Conservatives' panic about trans people has officially reached full-on hysteria.
In a scene straight out of something like The Crucible, a school district in Texas has barred access to all new library books because some parents THINK a "sexually explicit" children's book MIGHT be about gender fluidity.
Spoiler alert—it's not. It's just about a kitten who wants to be a unicorn, like back in the day when your brother said he wanted to be a rocket ship when he grew up. It's cute, silly kid's stuff.
But to these parents, it's obviously an agenda, even though there's absolutely no evidence in the book itself. One local parent, Anne Russey, is fighting back—and her social media campaign has underlined how absurd the Satanic-panic style uproar over trans people has become.
The book in question is Itty-Bitty Kitty-Corn by Shannon Hale and Leuyen Pham, a Caldecott and Newberry Award-winning picture book for kids aged four to seven. The book is described as a "delightful kitty and unicorn picture-book story that celebrates the magic of friendship—and being exactly who you want to be!'"
Aided and funded by Texans for Educational Freedom, a right-wing PAC, a member of the Katy Independent School District’s board of trustees sounded alarms by claiming she had seen books in school libraries that "support sexually alternative lifestyles."
The book that apparently started it all was the one about a kitty who wants to be a unicorn, which some parents automatically assumed was a reference to being transgender.
In a Facebook back-and-forth over the issue, Katy school district board member Morgan Calhoun referenced the book's use of the "they" pronoun and said many parents feel the book is "inappropriate" and "sexually suggestive."
Morgan Calhoun Katy ISD Trustee/Facebook
Calhoun said this was because "the main character does want to transform into something they are obviously not"—which is the very definition of everything from games of "let's pretend" that kids have played for generations to dressing up for Halloween, but whatever.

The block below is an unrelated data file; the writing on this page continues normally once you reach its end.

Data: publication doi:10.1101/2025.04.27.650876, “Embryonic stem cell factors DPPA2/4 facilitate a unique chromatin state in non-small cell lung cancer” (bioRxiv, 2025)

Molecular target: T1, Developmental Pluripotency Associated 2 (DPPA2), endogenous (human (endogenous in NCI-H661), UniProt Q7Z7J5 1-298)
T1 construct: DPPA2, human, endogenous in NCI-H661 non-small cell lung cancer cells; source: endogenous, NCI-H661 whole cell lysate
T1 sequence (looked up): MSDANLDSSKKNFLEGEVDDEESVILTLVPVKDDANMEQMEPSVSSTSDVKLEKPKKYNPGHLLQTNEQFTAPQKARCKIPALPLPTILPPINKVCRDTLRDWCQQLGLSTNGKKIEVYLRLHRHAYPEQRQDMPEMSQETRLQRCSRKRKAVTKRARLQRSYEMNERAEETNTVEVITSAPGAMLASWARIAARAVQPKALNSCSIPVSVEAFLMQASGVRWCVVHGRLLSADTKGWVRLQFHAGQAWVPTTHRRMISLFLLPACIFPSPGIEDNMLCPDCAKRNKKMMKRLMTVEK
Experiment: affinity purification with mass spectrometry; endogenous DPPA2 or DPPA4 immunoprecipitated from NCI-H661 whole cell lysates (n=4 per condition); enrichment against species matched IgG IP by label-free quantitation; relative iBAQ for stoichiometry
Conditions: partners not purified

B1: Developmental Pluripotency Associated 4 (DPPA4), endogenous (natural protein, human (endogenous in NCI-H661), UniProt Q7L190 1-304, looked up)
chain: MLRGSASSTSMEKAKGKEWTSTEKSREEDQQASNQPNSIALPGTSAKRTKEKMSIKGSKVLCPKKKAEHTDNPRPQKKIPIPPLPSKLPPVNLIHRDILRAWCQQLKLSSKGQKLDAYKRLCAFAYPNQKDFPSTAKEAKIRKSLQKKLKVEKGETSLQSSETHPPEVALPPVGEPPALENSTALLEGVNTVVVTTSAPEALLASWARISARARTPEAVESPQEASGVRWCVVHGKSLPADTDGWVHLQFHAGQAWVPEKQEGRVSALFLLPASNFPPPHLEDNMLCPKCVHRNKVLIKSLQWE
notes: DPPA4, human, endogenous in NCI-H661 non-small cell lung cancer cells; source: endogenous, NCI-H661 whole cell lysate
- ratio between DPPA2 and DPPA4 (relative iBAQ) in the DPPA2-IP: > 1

In response, Russey, who wrote on Twitter that she was "curious" to see what the book actually contained, checked it out.
And sure enough, there was basically nothing in it to support parents' or Calhoun's claims.
As she explained in her Facebook comment, the "they" pronoun is used in the book in the way that even transphobes use it themselves every day—to refer to multiple characters—and the kitty in question is only ever referred to as "she."
Russey also posted screenshots from the book itself to prove that there really is nothing to these allegations, showing a portion of the book where the kitty is referred to as "she"...
...and a moment when "they" is used in reference to two other characters, a gecko and a parakeet, who have just watched as the kitty shows off her new unicorn horn.
As Russey put it in her Facebook comment:
"I suggest you read it before you ban it for alleged 'gender fluidity' content...This complaint like so many you receive is fabricated."
Calhoun nevertheless insisted that "the context of the book is questionable" and explained that is why she brought it up to be banned on suspicion alone, which is basically how the Salem with trials and things like the McCarthy hearings worked. But why learn from history when you can use local government bodies to force your Christian Nationalist agenda instead?
Anyway, on social media, the absurdity of the Katy Independent School District's uproar over Itty-Bitty Kitty-Corn was not lost on people.
The Katy school district recently instituted a policy which says a book can be banned if at least two board members say it should be.
The uproar over Itty-Bitty Kitty-Corn also comes on the heels of a sweeping victory for Christian nationalists after the state's legislature passed a bill that forces teachers to out trans or nonbinary children to their parents—a move that will almost surely get queer and trans kids killed.
Just as Jesus surely would have wanted...